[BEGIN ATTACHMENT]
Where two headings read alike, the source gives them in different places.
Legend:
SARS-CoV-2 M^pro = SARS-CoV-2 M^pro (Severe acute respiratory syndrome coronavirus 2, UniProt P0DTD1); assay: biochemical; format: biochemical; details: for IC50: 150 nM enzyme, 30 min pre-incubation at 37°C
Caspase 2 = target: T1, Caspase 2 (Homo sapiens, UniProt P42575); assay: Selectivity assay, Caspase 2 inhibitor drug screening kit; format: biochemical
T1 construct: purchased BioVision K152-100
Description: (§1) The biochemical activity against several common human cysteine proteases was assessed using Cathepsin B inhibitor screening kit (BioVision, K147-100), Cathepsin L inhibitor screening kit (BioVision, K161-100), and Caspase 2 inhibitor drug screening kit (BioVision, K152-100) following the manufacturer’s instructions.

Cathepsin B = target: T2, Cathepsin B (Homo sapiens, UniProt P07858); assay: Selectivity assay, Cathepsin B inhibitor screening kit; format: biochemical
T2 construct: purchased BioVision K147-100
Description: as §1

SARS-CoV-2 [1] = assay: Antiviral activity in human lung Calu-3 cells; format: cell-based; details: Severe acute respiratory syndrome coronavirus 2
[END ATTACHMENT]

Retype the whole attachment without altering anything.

Where two headings read alike, the source gives them in different places.
Legend:
SARS-CoV-2 M^pro = SARS-CoV-2 M^pro (Severe acute respiratory syndrome coronavirus 2, UniProt P0DTD1); assay: biochemical; format: biochemical; details: for IC50: 150 nM enzyme, 30 min pre-incubation at 37°C
Caspase 2 = target: T1, Caspase 2 (Homo sapiens, UniProt P42575); assay: Selectivity assay, Caspase 2 inhibitor drug screening kit; format: biochemical
T1 construct: purchased BioVision K152-100
Description: (§1) The biochemical activity against several common human cysteine proteases was assessed using Cathepsin B inhibitor screening kit (BioVision, K147-100), Cathepsin L inhibitor screening kit (BioVision, K161-100), and Caspase 2 inhibitor drug screening kit (BioVision, K152-100) following the manufacturer’s instructions.

Cathepsin B = target: T2, Cathepsin B (Homo sapiens, UniProt P07858); assay: Selectivity assay, Cathepsin B inhibitor screening kit; format: biochemical
T2 construct: purchased BioVision K147-100
Description: as §1

SARS-CoV-2 [1] = assay: Antiviral activity in human lung Calu-3 cells; format: cell-based; details: Severe acute respiratory syndrome coronavirus 2